9–11 Memories

The view from the Manhattan side of the Brooklyn Bridge around noon on 9–11. (Photo by Jack Szwergold; Taken September 11, 2001)

On the morning of 9–11 my phone rang. An actual old school rotary phone. I had a cell phone, but used that land line as my main number. I stayed in bed and let the answering machine pick it up.

A friend left me a message on my answering machine telling me something crazy happened and a plane crashed into the World Trade Center and I should turn on my TV to see it.

I flicked on my old school 20” CRT TV and saw the smoke coming out of one of the buildings. I stood and stared when another friend called; it was a former Onion colleague basically telling me the same thing.

We talked for a bit and then I hung up the phone and made breakfast. A few minutes after I sit down to gawk at the TV and watch the chaos, and another plane hits the other tower of the World Trade Center. I’m pretty much frozen.

Former Onion colleague calls me again and is basically rambling on about another plane hitting not being an accident. We talk some more and I eventually hung up.

I laid down on my sofa and watched the TV seemingly endlessly. The repeated footage of the planes crashed aired on and on on all channels. I eventually turned off the TV. And took a quick nap.

After the nap, I packed up my camera and walked down Atlantic Avenue (where I lived at the time) towards Brooklyn Heights. What struck me as odd wasn’t just a flood of people walking past me in the opposite direction. But normalcy in odd places.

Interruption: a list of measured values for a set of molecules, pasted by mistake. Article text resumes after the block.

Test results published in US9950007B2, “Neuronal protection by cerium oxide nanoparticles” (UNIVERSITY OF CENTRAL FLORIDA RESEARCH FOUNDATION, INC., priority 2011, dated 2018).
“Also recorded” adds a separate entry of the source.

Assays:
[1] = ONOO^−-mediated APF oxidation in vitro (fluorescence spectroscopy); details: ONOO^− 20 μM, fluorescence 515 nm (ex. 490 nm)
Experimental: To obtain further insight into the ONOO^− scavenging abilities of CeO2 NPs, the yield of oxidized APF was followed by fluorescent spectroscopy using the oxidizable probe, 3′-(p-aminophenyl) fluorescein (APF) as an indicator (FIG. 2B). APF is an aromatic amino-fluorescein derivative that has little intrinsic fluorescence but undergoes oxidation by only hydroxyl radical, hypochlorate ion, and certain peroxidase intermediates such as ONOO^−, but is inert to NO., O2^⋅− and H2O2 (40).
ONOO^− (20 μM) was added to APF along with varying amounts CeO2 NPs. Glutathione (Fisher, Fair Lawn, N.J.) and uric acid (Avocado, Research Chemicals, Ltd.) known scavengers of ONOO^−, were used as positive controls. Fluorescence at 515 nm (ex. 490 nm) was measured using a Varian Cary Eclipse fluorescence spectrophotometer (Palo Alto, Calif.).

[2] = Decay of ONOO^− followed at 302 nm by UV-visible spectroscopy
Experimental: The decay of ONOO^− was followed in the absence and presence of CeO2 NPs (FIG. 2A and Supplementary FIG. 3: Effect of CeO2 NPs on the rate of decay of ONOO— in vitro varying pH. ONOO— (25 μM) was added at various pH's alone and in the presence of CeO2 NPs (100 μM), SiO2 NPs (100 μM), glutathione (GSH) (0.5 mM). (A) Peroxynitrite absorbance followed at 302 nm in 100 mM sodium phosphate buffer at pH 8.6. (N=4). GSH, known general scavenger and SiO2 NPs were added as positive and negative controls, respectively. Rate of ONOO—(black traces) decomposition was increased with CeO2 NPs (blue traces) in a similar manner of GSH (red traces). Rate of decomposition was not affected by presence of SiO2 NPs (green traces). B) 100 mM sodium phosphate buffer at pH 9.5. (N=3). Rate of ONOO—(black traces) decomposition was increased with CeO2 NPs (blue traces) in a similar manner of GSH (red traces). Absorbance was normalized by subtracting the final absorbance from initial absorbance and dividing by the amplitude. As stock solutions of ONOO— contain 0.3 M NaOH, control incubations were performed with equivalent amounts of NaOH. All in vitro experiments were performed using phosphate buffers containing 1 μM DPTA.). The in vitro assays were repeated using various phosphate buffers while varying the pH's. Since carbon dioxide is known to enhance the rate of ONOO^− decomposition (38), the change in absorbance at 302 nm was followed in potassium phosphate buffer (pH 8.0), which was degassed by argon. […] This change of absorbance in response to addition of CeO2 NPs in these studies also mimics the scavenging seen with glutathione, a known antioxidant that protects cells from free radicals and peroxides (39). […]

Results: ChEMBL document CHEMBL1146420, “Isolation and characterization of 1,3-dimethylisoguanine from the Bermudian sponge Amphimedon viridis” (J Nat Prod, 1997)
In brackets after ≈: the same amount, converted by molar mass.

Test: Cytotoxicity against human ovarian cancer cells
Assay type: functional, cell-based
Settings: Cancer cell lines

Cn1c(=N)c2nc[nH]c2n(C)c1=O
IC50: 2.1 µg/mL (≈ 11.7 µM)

Like a corner store in Brooklyn Heights with people going about their business as if nothing had happened with smoke literally wafting overhead outside.

I walked to the Brooklyn Heights Promenade. It was filled with people just staring at the smoke. I then decided to walk over the Brooklyn Bridge. I figured I knew friends and family who worked or went to school in Lower Manhattan so why not? Maybe I could help in some way?

I walked over the Brooklyn Bridge in the pedestrian walkway while the Brooklyn bound roadway below was filled with people walking back into Brooklyn. Some were covered in dust. Papers, dust and smoke filled the air.

When I got to the City Hall side, I was turned back by NYPD. Everyone was stunned. I couldn’t help, but I did take pictures.

An acute perception does not make you crazy. However, sometimes it drives you crazy.

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Jack Szwergold

Jack Szwergold

An acute perception does not make you crazy. However, sometimes it drives you crazy.

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